Michigan has officially passed a gambling bill into law. Online casino, poker, and sports betting, as well as daily fantasy sports, have made their entrance in the legal system of the Wolverine State.
The success of each of these segments is widely expected, especially with the recent newcomers to US legal online gambling such as Pennsylvania. What was a fairytale-gone-bad moment for Michigan online gambling enthusiasts last year is now a time of rejoicing.
- Michigan Governor Gretchen Whitmer signed Michigan online gambling bill into law.
- Relatively high taxes and specific restrictions are included in the amended law.
- The future of Michigan’s online poker industry is just as uncertain as in the rest of the states.
Michigan Legalizes Online Gambling
After last year’s unfortunate events that saw an extensive online gambling bill fall through just seconds before its end, Michigan legislators have been much more careful with this bill.
After an agreement between the House and the Senate last Wednesday, Governor Gretchen Whitmer signed the 2019 gambling bill into law.
Strict Bill Regulations
The House Bill 4311 passed because it has bipartisan support, meets the customers’ interests, and protects the integrity of the industry and the state. The main obstacle for legal online gambling in Michigan was the potentially detrimental effect of the industry on the economy, home budgets, and quality of life.
However, rigorous regulations have been enforced on all operators looking to gain a spot in this newly established market. As it stands, this move has made Michigan the fifth state in the country to legalize online casino gambling, the sixth to legalize online poker, and the 20th to legalize online sports betting.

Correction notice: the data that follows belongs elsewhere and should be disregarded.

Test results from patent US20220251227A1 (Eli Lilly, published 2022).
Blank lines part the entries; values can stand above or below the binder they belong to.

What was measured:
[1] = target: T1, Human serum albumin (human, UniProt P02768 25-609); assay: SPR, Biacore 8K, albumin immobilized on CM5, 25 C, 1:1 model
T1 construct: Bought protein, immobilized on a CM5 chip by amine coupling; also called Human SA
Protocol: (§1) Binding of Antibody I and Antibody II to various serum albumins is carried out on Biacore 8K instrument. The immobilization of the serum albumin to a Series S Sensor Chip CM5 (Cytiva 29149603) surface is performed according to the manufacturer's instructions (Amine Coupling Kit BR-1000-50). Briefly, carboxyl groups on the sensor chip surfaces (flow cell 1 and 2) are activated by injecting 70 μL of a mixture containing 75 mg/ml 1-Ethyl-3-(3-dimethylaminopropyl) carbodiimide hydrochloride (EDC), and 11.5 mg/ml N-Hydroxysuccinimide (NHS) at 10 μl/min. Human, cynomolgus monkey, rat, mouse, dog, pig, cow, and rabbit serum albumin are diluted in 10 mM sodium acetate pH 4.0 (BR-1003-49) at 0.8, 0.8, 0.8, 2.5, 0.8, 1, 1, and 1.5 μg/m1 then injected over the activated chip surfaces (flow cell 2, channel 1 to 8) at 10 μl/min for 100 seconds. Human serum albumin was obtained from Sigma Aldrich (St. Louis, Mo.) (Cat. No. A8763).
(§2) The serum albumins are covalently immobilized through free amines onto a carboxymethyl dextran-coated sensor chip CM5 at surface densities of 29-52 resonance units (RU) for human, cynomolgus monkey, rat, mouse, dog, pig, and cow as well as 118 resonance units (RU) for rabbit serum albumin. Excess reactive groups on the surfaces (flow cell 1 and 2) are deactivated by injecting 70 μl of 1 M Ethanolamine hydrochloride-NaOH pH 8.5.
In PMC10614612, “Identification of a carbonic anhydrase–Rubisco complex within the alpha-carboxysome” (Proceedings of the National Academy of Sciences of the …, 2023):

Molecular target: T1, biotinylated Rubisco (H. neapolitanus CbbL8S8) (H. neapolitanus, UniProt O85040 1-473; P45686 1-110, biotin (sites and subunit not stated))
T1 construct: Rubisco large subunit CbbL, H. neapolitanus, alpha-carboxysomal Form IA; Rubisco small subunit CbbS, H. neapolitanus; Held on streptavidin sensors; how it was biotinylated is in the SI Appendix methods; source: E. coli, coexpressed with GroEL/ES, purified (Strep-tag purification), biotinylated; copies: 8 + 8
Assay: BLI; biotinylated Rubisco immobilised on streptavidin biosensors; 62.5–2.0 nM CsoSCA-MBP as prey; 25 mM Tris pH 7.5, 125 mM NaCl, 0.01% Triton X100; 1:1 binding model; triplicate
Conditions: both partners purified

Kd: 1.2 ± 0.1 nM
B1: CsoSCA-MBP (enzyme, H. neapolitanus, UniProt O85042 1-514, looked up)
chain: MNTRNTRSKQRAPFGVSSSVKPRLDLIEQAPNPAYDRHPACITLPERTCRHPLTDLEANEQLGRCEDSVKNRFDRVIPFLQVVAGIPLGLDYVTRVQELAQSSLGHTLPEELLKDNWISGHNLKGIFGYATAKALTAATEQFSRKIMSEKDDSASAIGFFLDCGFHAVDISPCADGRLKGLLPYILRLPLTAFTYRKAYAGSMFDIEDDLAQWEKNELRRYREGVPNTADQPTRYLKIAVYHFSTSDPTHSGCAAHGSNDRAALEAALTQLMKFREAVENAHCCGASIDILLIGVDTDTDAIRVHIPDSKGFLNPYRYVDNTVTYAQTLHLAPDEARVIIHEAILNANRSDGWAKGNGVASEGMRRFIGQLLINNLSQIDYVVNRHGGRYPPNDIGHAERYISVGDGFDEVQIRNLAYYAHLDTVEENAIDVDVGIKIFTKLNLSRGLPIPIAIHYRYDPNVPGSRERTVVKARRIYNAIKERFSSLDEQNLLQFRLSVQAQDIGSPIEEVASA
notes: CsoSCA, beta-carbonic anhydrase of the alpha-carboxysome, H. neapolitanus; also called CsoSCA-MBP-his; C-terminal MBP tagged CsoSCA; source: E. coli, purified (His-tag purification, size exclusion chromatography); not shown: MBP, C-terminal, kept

A Closer Look at the Online Gambling Bill
As expected, some amendments to the proposed bill had to be made for Gov. Whitmer to sign it into law. Most of them referred to tightening things up for the operators. While there is still enough room for them to maneuver, specific points have been specified to avoid any ambiguity whatsoever. The following are some of the regulations:
- The three commercial casinos and 23 tribal gambling establishments are eligible to apply for online poker and casino licenses.
- One online casino and one poker brand are permitted per casino.
- Fees are set at $50,000 for application, $100,000 for initial licensing, and another $50,000 for license renewal each year.
- Free play as a direct deduction on gross gaming revenue can be accounted for at both online casinos and sportsbooks, but only up to a certain amount.
- Taxation is tiered, ranging between 20% and 28%.
The Fate of Online Poker
There has been great turmoil in the world of online poker. It’s the primary vertical in the gambling industry that mainly depends on shared player pools for its success and sustenance. While some states are greater in territory and residents than others and have some base for a fully-fledged industry segment, others depend on neighboring player pools.
On the other hand, Pennsylvania has much better numbers to fall back on and is already aiming high in their online poker aspirations. The future of Michigan poker is still widely unpredictable, although the active efforts that took things this far are indicative of success stories to come.